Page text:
Let your imagination go.  Or remember a time you stood in a bus queue. 

You don't have to show this to anybody  You can delete everything you write.  Or you can use the idea as a basis for a story.

This exercise is taken from my book The Writer's little book of Big Ideas.  To see more about the book go to the home page.

Inspiring quotes for writers

"Most folks are about as happy as they make up their minds to be." Abraham Lincoln

Tuesday, 28 February 2012

Happy birthday Michel de Montaigne

"Even on the most exalted throne in the world, we are only sitting on our own rear end."

I can't remember at this late stage what made me buy his Essays back in the 1960s but unlike other philosophers I bought then because I thought I should, his book still sits on my shelves.  Well thumbed. 

There have been several articles and this last few months even a radio play about him.  Maybe his time has come again.  All I know is that from the first he made me laugh and something in his down to earth words clicked with me.

Monday, 27 February 2012

Writing for your business; how to change your mindset about writing

Recently I was talking to a woman trying to set up a business from home. She was committed, passionate... overwhelmed.. Then she said, ‘And I’ve got to write for my website.’ I almost laughed because she sounded so tragic. But I didn’t because I knew for her it was a difficult task. So we sat down and I tried to find a way to help her write about something she loved doing.and wanted to share with others.

She mentioned three difficulties that were preventing her from writing.

1. I hated writing in school.

2. My mind goes a blank when I start to write.

3. Nobody will want to hear from me; what do I know?

Let's unpick what's happening with each of these mind blocks.

1. I hated writing in school.

Writing in school is specific to school work, passing exams and getting good grades.  Ticking the boxes often.  If you’re not naturally good at writing, it gets worse if you receive bad grades. Especially when teachers either don’t have the time or won’t show you an easier way to tackle the writing.

How do you blow this obstacle out of the water? By realising that you’re when you write about your business you're not writing an essay. That’s not what’s needed. You do have to follow some kind of order in your writing but that’s because you want people to understand you.

Think back to how you found out about what service or product you offer. What excited you about it? Was it because you had a problem and it provided the solution?

If so then write down what your problem was and how the product or service solved it. Create how you felt at the time with this problem and then how you felt when it was solved.  Use emotional words in your writing. That’s important because it’s the emotion around the problem and its solution that will create the connection with your reader..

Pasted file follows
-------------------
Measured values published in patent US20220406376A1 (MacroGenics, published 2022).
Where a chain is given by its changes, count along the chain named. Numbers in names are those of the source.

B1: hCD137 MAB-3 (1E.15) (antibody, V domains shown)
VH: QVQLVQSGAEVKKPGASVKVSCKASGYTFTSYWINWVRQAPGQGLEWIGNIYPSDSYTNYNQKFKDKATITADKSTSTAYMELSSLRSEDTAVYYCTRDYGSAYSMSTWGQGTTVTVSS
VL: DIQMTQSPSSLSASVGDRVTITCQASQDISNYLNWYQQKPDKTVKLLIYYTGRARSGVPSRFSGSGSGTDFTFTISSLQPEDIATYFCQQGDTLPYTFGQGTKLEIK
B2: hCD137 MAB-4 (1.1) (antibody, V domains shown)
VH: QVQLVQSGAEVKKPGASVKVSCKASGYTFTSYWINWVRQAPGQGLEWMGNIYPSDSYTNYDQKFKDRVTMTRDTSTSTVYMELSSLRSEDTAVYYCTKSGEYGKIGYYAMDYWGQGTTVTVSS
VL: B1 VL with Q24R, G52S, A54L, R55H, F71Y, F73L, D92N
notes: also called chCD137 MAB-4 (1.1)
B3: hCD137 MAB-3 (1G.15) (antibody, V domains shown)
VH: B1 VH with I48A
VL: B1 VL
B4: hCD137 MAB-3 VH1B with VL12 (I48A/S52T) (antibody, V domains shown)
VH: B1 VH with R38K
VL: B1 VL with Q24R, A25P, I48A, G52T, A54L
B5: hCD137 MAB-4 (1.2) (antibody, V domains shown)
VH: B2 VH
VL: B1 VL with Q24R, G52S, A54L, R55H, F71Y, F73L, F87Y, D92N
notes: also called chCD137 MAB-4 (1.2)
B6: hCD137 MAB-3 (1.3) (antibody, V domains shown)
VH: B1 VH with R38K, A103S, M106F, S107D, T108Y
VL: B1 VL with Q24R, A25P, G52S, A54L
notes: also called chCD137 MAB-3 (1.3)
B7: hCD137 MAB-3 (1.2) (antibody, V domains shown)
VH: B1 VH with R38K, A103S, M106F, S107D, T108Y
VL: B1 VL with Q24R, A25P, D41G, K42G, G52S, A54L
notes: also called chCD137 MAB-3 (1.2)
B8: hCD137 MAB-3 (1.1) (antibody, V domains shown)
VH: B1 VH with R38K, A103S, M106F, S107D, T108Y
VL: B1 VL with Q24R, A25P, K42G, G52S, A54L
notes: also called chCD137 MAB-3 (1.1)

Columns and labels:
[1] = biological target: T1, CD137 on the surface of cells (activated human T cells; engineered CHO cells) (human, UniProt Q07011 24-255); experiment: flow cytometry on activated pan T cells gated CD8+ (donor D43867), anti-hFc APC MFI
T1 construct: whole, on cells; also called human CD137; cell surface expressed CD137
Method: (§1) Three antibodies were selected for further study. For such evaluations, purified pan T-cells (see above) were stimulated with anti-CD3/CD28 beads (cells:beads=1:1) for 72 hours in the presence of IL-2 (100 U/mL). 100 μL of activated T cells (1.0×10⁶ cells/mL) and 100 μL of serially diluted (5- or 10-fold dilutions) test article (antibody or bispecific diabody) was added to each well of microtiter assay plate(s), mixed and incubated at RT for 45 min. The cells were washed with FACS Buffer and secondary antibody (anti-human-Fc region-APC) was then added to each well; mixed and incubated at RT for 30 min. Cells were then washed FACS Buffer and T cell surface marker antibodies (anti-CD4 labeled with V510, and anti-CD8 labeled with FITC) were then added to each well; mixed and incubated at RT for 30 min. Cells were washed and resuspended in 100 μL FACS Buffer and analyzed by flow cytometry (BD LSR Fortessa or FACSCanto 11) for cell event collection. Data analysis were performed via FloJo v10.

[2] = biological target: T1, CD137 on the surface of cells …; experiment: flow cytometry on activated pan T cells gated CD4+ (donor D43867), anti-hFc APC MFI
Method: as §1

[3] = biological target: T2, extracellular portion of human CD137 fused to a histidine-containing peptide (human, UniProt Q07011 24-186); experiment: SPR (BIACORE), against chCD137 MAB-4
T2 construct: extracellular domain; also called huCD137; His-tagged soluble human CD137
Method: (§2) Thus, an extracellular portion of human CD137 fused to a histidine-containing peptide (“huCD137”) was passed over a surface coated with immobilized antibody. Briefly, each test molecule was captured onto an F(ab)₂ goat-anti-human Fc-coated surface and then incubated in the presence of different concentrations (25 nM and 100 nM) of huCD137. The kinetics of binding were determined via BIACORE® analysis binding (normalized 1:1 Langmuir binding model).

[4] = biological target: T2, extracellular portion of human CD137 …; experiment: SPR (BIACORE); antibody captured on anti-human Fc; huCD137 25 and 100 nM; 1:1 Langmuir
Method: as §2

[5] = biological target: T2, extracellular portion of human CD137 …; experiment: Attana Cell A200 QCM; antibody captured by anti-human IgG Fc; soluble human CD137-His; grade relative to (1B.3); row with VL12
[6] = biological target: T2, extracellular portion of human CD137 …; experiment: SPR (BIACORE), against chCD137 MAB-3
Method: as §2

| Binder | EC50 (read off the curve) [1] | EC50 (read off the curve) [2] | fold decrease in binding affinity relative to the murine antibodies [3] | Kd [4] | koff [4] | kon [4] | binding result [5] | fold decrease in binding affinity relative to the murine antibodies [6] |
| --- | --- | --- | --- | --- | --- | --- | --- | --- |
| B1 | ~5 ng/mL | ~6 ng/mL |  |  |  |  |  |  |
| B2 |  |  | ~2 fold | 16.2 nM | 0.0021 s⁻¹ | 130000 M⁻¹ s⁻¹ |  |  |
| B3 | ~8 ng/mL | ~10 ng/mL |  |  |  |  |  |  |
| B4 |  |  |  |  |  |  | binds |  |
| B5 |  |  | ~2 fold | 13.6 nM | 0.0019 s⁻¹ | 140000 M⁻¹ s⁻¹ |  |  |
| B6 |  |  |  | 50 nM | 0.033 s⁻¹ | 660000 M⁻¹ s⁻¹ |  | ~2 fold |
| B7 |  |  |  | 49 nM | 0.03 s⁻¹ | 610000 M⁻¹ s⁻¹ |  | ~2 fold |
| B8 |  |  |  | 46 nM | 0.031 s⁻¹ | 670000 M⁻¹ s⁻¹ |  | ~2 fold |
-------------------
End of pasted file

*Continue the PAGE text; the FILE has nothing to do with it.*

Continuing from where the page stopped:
2. My mind goes a blank when I start to write.

Accept that writing may not be your biggest talent at the moment. But you may be great at talking to people about your business. I’ve seen many women freeze when they start to write even though I know how responsive and articulate they are when speaking.

So make the most of the skill you have. Value it in a positive way and record what you want to say about your business. If you still feel self conscious about doing that, then ask a friend to interview you.

Choose some questions they can ask you and then record your conversation. In some ways this is better because they can prompt you as the conversation develops and remind you of things you may have overlooked.

Transcribe the conversation (TOP TIP for transcription – record in small sections.  You won’t have to go backwards and forwards on the tape then). What you’ll have in your transcription is a basic piece of writing about your business. Polish it over time but you’ll have done 80% of the work.

3. Nobody will want to hear from me – I’m not famous and I’m an every day kind of person.

Which would you prefer the gentle advice or the harsh?
Gentle is to say you have your own identity and unique take on what you’re doing.
Harsh is to say get over yourself.

Take your choice.

My Mum used to tell me off for being shy. She said it was selfish because I was making people work harder to get to know me. And I had a responsibility to make other people feel comfortable.

(Great technique for parties or networking by the way if you are shy; imagine you’re the hostess and it’s your job to make sure nobody feels lost or alone. It always gives me the courage to approach people on their own and start a conversation.)

If you’re running a business you’re doing it because you believe you can help other people. That means that you have a responsibility to share what you know. It’s not being selfish to want our point of view to be heard. I’ve been helping a coach writing a book with this same problem. Her version of this was, ‘there’s nothing left to say.’

So I asked her ‘has it been said from your point of view with your experience?’